How to Find the Right Path: Learn from Experience

Most recently I read that 60% of the students don’t know what they want to become after they graduate. Holy moly, that’s quite a lot of students if you ask me! And I think it’s not only students who don’t know what they want to do, but also most of the young professionals who are just being ambitious and started some career without any clear thought. I have worked for three years as a consultant, and I’ve been there, trust me. But luckily I think I’ve figured it all out.

Management vs. Leadership

Bluntly spoken, you can distinguish between two types of people. There are managers, and there are leaders. Managers like to structure things, to organize chaos and to execute according to plan. Their primary thinking pattern is bottom up; what do I need to do to achieve a certain goal? The biggest pitfall of a typical manager is losing himself in everyday hassle, thereby missing the bigger picture. A manager loves control, procedures and detailed planning.  

On the contrary, leaders like to think big. They don’t bother about the details and they like to take risks. Their primary thinking pattern is top down; where do I want to go and what strategy do I need for that? The biggest pitfall of a typical leader is thinking too abstract, bad communication and as a result going nowhere. A leader loves new ideas, continuous change and taking chances.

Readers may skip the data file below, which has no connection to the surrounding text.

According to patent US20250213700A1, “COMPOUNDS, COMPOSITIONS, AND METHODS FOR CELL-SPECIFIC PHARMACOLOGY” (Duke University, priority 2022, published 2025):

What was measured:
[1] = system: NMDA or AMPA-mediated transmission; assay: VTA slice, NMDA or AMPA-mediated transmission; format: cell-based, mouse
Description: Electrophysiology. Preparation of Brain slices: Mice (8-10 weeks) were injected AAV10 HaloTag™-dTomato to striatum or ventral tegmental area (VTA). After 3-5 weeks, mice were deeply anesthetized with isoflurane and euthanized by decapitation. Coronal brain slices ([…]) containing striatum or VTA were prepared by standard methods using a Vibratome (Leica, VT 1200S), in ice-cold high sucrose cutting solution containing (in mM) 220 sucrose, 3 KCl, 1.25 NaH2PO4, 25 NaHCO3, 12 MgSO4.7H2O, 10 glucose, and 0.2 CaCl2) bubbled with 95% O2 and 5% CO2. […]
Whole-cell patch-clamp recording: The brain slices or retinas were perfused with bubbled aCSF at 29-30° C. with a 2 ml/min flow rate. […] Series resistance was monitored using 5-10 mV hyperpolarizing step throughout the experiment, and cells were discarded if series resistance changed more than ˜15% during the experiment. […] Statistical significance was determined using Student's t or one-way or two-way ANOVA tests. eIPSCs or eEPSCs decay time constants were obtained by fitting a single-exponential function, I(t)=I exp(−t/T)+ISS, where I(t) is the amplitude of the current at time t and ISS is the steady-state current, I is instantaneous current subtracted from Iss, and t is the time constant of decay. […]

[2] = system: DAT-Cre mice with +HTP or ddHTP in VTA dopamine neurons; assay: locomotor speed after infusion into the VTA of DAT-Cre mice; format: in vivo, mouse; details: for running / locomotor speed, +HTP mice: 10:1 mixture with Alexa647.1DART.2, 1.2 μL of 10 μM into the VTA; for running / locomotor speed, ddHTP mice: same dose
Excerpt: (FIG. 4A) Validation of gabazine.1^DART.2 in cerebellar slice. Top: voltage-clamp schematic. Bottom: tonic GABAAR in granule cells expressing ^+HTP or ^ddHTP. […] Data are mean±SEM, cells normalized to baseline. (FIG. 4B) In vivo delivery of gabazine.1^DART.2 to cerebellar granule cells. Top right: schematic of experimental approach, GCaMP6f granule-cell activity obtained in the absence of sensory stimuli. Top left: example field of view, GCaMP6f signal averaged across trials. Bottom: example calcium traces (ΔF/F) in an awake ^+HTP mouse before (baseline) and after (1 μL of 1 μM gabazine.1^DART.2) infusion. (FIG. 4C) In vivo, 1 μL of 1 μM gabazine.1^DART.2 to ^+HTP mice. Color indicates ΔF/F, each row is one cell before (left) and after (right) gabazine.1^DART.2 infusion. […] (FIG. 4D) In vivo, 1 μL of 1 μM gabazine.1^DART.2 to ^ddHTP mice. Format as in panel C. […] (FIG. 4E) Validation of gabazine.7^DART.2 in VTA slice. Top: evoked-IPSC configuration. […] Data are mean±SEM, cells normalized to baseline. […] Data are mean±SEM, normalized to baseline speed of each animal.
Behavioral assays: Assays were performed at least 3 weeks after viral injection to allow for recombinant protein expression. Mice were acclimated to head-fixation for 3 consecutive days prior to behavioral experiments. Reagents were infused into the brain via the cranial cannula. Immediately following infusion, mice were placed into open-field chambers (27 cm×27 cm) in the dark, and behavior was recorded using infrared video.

The consultancy firm I used to work for was mainly successful in the field of project management for financial corporates. As a young and fresh junior consultant it was my responsibility to keep track of planning, following the right procedures and delivering detailed progress reports right on time.  I hated it! As soon as I saw a small chance of doing something new or creative I took it. Everything was better and gave me more energy than following all those corporate rules and chitchat. Unfortunately, my main responsibility remained the execution of management-like tasks, while I knew by then that I was in no means a manager, but a leader instead.   

I feel that nowadays almost every Business student wants to become the same thing: management consultant, management trainee or something like investment banker. The same is shown by Forbes, which publishes a yearly list of the most popular employers. They offer typical professions for a manager, but not for a leader. Which of the two are you?

About the Author

Hi, my name is Laurens. I’ve worked as a management consultant for three years before I co-founded my startup Brixer. With Brixer we help students and young professionals to find their dream job. Want to know more? Check it out at